Foreign workers will be slugged thousands of dollars for public education in Western Australia, for services that are free to everyone else.

A new state policy means that 457 visa holders will have to pay for the same education that other taxpayers get for free. The policy announced last month by treasurer Troy Buswell if enforced would charge a migrant worker $4,000 a year – a giant leap from the current fee of $60.

Backlash in the last few weeks has led the WA government to soften the blow, amending the policy to charge $4000 for the first child in a family only, and $2000 for subsequent kids. Fees are to be introduced in 2015.

The cost is still too much for many, with 457 visa holder Mr Alan Eduliantes saying he and others in the community simply cannot afford to pay for the right to education.

“It would be too much for them to pay $4000 a year... some of my friends are thinking of sending their children back to the Philippines to continue their studies...some are even contemplating to go to other states,” Mr Eduliantes said.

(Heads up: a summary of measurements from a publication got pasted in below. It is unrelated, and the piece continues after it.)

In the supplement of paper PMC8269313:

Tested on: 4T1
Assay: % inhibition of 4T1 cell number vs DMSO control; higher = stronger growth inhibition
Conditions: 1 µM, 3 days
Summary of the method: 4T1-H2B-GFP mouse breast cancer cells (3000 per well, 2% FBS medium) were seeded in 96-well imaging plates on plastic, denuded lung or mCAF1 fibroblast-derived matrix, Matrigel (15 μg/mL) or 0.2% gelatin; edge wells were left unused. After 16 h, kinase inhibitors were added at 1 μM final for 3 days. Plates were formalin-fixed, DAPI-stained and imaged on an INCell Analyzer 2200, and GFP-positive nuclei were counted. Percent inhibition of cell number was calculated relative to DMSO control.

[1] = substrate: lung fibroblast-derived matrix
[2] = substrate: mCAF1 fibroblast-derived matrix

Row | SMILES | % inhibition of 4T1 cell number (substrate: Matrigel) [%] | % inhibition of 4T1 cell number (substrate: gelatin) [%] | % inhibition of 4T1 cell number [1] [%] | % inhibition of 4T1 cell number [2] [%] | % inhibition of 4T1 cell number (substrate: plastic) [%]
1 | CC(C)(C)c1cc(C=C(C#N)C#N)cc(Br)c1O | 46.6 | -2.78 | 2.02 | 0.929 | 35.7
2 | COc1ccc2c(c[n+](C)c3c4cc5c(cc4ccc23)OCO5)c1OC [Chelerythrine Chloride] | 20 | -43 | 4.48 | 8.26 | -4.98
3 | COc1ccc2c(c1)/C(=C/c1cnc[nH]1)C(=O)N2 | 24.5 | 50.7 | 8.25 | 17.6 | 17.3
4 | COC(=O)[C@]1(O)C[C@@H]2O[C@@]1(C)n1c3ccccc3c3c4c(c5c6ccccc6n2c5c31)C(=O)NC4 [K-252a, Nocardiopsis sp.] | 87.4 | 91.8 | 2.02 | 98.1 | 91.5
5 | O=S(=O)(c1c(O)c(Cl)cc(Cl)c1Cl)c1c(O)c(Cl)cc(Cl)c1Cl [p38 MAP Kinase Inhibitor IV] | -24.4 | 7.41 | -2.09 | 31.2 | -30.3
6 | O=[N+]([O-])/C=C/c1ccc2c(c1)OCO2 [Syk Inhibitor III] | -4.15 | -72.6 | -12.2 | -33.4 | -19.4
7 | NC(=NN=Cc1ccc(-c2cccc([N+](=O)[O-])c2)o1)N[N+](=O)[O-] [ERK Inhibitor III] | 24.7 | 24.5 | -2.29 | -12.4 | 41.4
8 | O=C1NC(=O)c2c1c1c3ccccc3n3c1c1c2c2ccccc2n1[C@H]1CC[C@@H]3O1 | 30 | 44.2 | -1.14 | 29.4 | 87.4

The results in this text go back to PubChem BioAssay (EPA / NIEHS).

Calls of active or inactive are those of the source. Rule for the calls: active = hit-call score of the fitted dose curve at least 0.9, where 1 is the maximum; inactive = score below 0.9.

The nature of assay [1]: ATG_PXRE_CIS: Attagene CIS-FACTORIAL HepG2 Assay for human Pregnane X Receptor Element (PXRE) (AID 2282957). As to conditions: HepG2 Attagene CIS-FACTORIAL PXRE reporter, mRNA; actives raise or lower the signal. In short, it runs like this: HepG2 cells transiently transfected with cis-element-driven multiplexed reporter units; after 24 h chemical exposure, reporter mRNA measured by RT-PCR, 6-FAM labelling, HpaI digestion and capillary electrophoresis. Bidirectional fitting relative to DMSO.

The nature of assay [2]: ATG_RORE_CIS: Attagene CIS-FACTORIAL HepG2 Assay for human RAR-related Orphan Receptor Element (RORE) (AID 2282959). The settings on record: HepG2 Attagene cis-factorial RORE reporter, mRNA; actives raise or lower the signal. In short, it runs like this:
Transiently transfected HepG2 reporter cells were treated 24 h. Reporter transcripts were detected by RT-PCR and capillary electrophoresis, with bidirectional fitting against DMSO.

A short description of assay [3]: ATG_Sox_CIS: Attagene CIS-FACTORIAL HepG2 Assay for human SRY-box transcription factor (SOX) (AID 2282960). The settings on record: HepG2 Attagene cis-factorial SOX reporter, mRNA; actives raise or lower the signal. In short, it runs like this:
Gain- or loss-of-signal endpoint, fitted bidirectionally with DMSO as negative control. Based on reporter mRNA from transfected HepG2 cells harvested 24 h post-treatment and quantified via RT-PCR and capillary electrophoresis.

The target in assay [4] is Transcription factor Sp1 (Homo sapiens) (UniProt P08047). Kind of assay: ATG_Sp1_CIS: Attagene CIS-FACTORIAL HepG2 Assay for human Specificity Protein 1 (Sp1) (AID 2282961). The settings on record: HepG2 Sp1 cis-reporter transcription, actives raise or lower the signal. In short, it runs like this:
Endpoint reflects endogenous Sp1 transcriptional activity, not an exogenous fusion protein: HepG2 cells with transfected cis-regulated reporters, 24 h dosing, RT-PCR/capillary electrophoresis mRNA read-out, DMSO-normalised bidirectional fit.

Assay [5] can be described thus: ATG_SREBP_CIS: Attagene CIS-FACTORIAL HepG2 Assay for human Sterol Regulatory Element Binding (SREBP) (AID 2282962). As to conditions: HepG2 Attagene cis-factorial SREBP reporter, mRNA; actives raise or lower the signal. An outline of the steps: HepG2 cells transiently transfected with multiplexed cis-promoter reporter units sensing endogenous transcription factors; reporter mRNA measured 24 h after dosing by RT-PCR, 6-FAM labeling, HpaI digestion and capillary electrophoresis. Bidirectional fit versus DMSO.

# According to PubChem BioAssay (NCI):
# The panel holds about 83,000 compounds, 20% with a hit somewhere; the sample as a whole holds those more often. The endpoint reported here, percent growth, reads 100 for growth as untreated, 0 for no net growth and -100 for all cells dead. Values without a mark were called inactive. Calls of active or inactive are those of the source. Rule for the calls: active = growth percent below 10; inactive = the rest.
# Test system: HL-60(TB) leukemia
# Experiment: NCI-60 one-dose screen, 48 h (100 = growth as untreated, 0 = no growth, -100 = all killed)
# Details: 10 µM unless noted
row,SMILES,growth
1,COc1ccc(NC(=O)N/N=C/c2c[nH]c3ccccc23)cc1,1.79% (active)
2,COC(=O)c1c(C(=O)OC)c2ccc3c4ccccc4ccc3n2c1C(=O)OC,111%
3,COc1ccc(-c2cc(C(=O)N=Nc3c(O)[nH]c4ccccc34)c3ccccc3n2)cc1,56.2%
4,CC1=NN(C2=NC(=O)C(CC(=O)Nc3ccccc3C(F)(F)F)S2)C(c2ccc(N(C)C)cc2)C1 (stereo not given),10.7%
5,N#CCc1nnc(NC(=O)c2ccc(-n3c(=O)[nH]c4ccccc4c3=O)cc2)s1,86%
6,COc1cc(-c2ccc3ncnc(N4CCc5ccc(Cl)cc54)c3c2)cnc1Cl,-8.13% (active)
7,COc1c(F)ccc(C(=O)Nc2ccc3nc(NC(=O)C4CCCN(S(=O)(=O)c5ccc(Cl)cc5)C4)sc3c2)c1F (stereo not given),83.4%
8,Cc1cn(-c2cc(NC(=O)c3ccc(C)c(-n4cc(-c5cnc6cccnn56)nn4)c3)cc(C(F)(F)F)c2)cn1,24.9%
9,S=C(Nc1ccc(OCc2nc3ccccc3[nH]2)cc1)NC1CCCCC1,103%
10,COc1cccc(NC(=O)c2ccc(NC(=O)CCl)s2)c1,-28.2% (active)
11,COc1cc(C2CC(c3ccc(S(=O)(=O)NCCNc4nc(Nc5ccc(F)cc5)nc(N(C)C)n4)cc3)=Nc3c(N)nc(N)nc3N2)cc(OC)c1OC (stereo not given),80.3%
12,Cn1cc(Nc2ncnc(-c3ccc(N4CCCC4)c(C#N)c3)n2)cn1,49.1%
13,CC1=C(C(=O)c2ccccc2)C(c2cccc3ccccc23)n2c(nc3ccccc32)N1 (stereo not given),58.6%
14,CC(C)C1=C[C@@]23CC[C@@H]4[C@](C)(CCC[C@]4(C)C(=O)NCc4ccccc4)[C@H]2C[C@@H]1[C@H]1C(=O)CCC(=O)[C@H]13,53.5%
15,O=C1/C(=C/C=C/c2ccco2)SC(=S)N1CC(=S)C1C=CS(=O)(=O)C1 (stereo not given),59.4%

The fee is the WA government’s response to swelling student numbers, blamed on a local baby boom and influx of 457 visa migrant workers.

The 457 visa specifically allows trained workers to come over and fill shortages in the Australian job market. Immigration lawyer Alan Chanesman said the extra education fees will stop people wanting to work in WA, a state still crying out for a bigger workforce.

Mr Chanesman said more 457 visa workers were needed on sites where otherwise nobody would work: “Australians do not want to travel to regional Australia, particularly, regional Australia in the West where living conditions are really tough.”

“We need the skilled migrants to help build our economy and they're doing so much for our community, our society, the economic improvement of Australia,” says Carmelita Baltazar from the migrants’ advocacy group Migrante.